## 15.51? Molecularity?

$K = \frac{k_{forward}}{k_{reverse}}$

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### 15.51? Molecularity?

For 15.51, I don't understand why the overall reaction ( 2NO+Br2 --> 2NOBr) is considered to be bimolecular according to the solutions manual? Wouldn't it be trimolecular, which makes the rate law= k[NO]^2[Br2] ? I thought you include the coefficients when writing a rate law for a reaction and also determining its molecularity.

Sabrina Dunbar 1I
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### Re: 15.51? Molecularity?

The rate law is determined by the slow step, which in this problem is NO+Br2-->NOBr2. The rate law based on this step in the process is rate=k[NO][Br2] and the molecularity is two because there is one molecule of each NO and Br2 colliding to create the intermediate NOBr2. Hopefully this helps!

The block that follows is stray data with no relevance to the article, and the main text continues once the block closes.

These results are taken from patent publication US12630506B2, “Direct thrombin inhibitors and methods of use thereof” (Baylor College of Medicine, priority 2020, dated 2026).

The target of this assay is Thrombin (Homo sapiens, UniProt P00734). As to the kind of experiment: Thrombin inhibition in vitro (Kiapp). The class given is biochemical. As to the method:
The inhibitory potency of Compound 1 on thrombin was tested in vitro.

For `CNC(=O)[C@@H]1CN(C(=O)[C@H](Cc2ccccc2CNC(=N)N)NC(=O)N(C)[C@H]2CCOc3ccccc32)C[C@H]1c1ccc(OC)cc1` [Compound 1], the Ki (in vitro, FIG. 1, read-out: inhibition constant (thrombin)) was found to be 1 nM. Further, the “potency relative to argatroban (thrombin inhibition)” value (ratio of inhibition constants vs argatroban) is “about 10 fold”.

Julianna Thrasher 1B
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### Re: 15.51? Molecularity?

I agree with Sabrina. To elaborate, if the slow step is the first step (not the second), then it is the only step that matters for the overall reaction order. The second step (fast) occurs too quickly to modify the rate law and also because it occurs after the slow step. The slow step will always be the rate controlling step, and in this case it occurred as the first step-- compared to many problems we have seen it as the second step, which is harder and makes us consider both steps.

April P 1C
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### Re: 15.51? Molecularity?

The rate law of any reaction is always given by the slow step. Therefore, because the second step is fast, you can ignore the second step.The Rate law for the formation of NOBr will then be Rate=k[NO][Br2] since the slow step says NO +Br2 -> NOBr2